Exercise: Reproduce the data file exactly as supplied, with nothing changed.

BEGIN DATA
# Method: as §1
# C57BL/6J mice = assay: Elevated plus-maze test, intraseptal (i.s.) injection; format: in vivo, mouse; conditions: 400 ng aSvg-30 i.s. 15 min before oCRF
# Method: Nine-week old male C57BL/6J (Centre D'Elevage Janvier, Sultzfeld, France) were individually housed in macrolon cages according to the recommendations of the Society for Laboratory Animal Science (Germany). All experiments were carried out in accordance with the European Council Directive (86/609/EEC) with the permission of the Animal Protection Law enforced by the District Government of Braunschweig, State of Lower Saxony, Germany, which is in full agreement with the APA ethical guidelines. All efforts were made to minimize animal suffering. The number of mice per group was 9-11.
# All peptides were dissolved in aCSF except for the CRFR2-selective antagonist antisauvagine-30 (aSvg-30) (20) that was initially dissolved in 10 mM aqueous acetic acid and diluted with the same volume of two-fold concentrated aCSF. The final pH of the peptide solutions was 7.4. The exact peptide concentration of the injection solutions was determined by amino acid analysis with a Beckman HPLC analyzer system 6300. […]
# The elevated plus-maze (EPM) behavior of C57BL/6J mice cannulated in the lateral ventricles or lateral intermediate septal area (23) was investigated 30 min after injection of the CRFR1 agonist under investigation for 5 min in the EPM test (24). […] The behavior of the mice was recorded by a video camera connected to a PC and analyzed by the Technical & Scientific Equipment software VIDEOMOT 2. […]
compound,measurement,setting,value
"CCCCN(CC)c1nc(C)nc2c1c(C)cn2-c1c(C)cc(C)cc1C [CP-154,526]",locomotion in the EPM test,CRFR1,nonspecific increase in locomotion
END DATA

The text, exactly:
# Method: as §1
# C57BL/6J mice = assay: Elevated plus-maze test, intraseptal (i.s.) injection; format: in vivo, mouse; conditions: 400 ng aSvg-30 i.s. 15 min before oCRF
# Method: Nine-week old male C57BL/6J (Centre D'Elevage Janvier, Sultzfeld, France) were individually housed in macrolon cages according to the recommendations of the Society for Laboratory Animal Science (Germany). All experiments were carried out in accordance with the European Council Directive (86/609/EEC) with the permission of the Animal Protection Law enforced by the District Government of Braunschweig, State of Lower Saxony, Germany, which is in full agreement with the APA ethical guidelines. All efforts were made to minimize animal suffering. The number of mice per group was 9-11.
# All peptides were dissolved in aCSF except for the CRFR2-selective antagonist antisauvagine-30 (aSvg-30) (20) that was initially dissolved in 10 mM aqueous acetic acid and diluted with the same volume of two-fold concentrated aCSF. The final pH of the peptide solutions was 7.4. The exact peptide concentration of the injection solutions was determined by amino acid analysis with a Beckman HPLC analyzer system 6300. […]
# The elevated plus-maze (EPM) behavior of C57BL/6J mice cannulated in the lateral ventricles or lateral intermediate septal area (23) was investigated 30 min after injection of the CRFR1 agonist under investigation for 5 min in the EPM test (24). […] The behavior of the mice was recorded by a video camera connected to a PC and analyzed by the Technical & Scientific Equipment software VIDEOMOT 2. […]
compound,measurement,setting,value
"CCCCN(CC)c1nc(C)nc2c1c(C)cn2-c1c(C)cc(C)cc1C [CP-154,526]",locomotion in the EPM test,CRFR1,nonspecific increase in locomotion